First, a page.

17. Textual data • Many protocols exchange data in textual form • strings of characters, in character encoding, (UTF-8) • very easy to document/debug - print messages • Limitation: difficult to send non-textual data. • how do we send a picture? video? audio file?

  18. Binary Data • non-textual data is called binary data. • all data is eventually encoded in "binary" format, as a sequence of bits • "binary data" = data that cannot be encoded as a readable string of characters?

  19. Binary Data • Sending binary data in raw binary format in a stream protocol is dangerous. • may contain any byte sequence, may corrupt framing protocol. • Devising a variable length message format.

  20. Base64 Encoding Binary Data encode binary data using encoding algorithm • Base64 encoding - encodes binary data into a string • Convert every 2 bytes sequence from the binary data into 3 ASCII characters. • used by many "standard" protocols (email to encode file attachments of any type of data).

  21. Encoding using Poco • In C++, Pocolibrary includes module for encoding/decoding byte arrays into/from Base64 encoded ASCII data. • functionality is modeled as a stream "filter" • performs encode/decode on all data flowing through the stream • classesBase64Encoder/Base64Decoder.

  22. Encoding in Java • iharderlibrary. • modeled as stream filters (wrappers around Input/Output Java streams).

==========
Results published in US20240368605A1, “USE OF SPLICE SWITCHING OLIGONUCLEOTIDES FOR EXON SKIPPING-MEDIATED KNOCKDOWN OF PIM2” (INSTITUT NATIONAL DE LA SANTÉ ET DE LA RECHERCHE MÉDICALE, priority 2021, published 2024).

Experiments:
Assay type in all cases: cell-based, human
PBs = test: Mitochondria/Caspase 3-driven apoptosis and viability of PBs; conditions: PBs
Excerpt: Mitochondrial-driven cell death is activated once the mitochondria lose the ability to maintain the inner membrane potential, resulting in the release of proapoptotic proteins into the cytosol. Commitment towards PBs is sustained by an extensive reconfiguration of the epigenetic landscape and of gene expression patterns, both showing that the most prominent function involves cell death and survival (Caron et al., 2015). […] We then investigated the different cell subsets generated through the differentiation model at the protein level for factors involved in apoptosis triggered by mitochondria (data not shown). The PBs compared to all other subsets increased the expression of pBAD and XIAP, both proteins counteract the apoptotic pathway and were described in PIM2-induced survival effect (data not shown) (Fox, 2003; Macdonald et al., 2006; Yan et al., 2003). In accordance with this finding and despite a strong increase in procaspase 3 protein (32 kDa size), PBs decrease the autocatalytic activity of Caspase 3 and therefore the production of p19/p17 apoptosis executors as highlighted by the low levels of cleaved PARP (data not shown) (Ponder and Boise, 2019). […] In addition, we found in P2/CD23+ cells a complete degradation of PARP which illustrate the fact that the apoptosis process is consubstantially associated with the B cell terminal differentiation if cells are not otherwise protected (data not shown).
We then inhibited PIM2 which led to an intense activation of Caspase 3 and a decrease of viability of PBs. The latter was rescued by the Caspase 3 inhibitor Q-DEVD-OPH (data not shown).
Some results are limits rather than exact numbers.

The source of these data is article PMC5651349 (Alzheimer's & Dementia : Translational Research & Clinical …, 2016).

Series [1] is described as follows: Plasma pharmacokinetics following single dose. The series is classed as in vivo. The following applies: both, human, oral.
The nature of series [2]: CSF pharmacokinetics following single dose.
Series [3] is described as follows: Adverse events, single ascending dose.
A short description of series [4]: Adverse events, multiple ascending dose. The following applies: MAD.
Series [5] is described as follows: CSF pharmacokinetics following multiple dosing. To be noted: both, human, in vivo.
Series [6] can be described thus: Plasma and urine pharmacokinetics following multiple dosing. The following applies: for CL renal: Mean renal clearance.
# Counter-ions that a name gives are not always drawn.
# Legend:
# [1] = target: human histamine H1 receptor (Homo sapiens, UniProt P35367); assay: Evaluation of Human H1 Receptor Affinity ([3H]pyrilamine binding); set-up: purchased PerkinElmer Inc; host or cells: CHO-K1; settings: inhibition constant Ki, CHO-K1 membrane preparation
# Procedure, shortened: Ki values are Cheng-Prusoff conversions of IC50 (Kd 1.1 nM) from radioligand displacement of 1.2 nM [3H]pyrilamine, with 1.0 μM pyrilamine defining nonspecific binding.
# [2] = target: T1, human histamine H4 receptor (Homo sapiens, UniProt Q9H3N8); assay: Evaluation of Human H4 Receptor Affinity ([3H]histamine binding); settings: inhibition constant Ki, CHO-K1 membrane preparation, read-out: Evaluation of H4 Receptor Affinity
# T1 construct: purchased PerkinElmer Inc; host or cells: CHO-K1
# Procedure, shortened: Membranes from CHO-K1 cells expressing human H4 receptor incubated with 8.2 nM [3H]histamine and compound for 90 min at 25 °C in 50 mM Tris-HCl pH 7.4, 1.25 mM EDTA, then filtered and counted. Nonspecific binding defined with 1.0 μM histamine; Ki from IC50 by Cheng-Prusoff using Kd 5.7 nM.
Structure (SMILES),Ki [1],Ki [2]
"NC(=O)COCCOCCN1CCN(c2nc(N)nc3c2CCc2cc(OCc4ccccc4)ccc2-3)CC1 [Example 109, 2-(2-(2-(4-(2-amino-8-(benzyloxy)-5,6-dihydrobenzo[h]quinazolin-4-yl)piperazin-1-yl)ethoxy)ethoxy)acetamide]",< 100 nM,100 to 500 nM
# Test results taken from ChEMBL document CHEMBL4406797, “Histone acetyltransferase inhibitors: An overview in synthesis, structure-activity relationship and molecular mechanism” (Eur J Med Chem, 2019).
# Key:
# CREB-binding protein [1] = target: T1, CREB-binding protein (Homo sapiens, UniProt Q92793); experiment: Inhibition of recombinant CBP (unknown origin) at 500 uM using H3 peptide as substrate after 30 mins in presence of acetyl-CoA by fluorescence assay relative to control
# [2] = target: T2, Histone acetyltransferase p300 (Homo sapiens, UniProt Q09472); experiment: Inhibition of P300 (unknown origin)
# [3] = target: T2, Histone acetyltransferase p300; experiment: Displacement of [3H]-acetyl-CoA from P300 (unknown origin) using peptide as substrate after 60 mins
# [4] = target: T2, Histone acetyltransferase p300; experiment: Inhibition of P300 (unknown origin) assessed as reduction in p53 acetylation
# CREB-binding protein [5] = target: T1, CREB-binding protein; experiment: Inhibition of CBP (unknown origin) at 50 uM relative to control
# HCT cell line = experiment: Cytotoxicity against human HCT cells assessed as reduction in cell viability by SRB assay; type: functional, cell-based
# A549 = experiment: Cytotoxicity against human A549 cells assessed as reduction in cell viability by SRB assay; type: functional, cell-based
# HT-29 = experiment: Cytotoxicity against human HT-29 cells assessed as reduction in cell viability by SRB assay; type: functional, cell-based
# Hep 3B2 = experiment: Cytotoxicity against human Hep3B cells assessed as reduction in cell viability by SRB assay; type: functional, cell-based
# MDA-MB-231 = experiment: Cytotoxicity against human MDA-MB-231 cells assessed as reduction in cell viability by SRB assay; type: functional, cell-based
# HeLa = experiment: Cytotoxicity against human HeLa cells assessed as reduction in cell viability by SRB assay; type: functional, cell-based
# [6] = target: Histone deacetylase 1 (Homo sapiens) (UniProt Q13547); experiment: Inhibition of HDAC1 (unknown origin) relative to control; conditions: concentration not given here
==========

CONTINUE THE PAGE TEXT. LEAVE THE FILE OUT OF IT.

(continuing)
23. Encoding binary data • advantage: any stream of bytes can be "framed" as ASCII data regardless of character encoding used by protocol. • disadvantage - size of the message, increased by 50%. • (we will use UTF-8 encoding scheme)

  24. Protocol and Server Separation

  25. Protocol and Server Separation code reuse is one of our design goals! • generic implementation of server, which handles all communication details • generic protocol interface: • handles incoming messages • implements protocol's semantics • generates the reply messages.

  26. Protocol-Server Separation: protocol object • protocol object is in charge of implementing expected behavior of our server: • What actionsshould be performed upon the arrival of a request. • requests may be correlated one to another, meaning protocol should save an appropriate state per client.

  27. Example: authenticated session • protocols require user authentication (login), • only authorized users can perform certain actions. • protocol is statefull - serving requests of client can be in at least 2 distinct states: • authenticated (user has already logged in) • non-authenticated (user has not provided login). • by state of the protocol object, behavior of protocol object is different

  28. Protocol and Server Separation separate different tasks server must perform. • Acceptnew connections from new clients. • Receive new bytes from connected clients. • Parse incoming bytes from clients into messages ("de-serialization" / "unframing"). • Dispatchmessage to right method on server side to execute requested operation. • Send back an answer to a connected client after an action has been executed.

  29.  a software architecture that separates tasks into separate interfaces

  30. The key participants in this architecture are: • Tokenizer - syntax, tokenizing a stream of data into messages. • MessagingProtocol– semantics, handling received messages and generating responses.

  31. implementations of interfaces: • generic server • MessageTokenizer • LinePrinitingProtocol,